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The Sixties Aren't Dead

Patricia Sullivan

Who would have figured that both Bo Diddley and Alton Kelley, the guy who helped start the whole hippie scene in San Francisco would have died within days of each other? Kelley, who drew iconic posters for rock and roll concerts in San Francisco, even drew a few for Diddley's performances.

Everyone knows Bo Diddley because his influence on rock and rhythm and blues was so great, and he kept performing to the end of this life. Fewer knew the names behind the wild posters that sprung up, fully formed, from the streets, alleys and parks of the city where Flower Power blossomed.

The mid-1960s were one of those moments, a turn in the keyhole of history, when one generation loses its grip on the popular culture and another takes over. The Beats, who had a significant outpost in San Francisco's North Beach neighborhood, were over and something new was bubbling up. Rock historian Paul Grushkin told me:

"Imagine yourself there in San Francisco in 1965. It's a beautiful day, light bouncing off the bay, and you've got this fifth sense that something's about to happen. You just can't wait to put on a dance to showcase it.... Once he met Stanley Mouse, they'd go to the San Francisco public library and find art books. They would laugh and laugh and librarians would shush them up."

In those books, the long-haired, drug-experimenting, beaded guys found a way to publicize their dance concerts, and almost unknowingly to connect their art to the great tradition of previous artists.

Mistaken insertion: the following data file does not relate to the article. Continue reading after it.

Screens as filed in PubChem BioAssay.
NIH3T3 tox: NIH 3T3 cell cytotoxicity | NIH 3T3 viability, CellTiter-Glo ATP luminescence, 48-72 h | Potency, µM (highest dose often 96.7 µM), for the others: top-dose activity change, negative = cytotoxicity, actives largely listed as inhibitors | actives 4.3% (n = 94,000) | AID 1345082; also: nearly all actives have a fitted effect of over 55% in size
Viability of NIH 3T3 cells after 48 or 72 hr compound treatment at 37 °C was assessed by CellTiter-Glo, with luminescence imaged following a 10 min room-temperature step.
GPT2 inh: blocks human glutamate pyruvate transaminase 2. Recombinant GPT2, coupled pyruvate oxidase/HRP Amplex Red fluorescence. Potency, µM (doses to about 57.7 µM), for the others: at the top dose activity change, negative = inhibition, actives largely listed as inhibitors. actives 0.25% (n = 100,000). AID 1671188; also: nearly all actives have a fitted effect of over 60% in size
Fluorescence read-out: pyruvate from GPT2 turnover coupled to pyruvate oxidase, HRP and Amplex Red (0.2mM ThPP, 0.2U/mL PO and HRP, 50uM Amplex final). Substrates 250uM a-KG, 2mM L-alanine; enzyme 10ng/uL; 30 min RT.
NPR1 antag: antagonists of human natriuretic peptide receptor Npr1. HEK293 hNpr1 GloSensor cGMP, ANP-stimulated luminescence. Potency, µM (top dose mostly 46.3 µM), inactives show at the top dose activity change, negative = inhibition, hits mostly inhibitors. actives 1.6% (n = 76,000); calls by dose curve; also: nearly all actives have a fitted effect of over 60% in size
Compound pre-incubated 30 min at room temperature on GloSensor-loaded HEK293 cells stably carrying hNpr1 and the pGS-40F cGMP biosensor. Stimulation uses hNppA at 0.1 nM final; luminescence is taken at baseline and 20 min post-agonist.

"The last time there was any really posters done that had any value done were the posters done for World War II. "Loose Lips Sink Ships." But that was good stuff. At least it was graphically there," he told the San Francisco Chronicle a few years ago. "I saw one that showed a P-38 fighter plane and down below you could see a Japanese city burning and bullets were flying and it says "Payoff for Pearl Harbor" with a big Cadillac emblem. There was some pretty wild stuff during that period. Then it went Madison Avenue and the man in the gray flannel suit where it just got kinda bleak."

So when they started bending and twisting type and distorting images, they knew that artists had taken risks before.

"Toulouse Lautrec in his day was doing pretty much the same thing," agreed Grushkin. The Frenchman drew daring, provocative posters of sem-nudes and dance-hall girls; Kelley and Mouse's work thrust viewers headfirst into the sex-drugs-rock-and-roll world, forcing viewers to look through the lens of someone on a drug-induced high. Fans spent hours examining the posters for messages and jokes; if you couldn't read the poster, you shouldn't show up at the concert, went the saying.

By Patricia Sullivan  |  June 3, 2008; 4:52 PM ET
Categories:  Patricia Sullivan  
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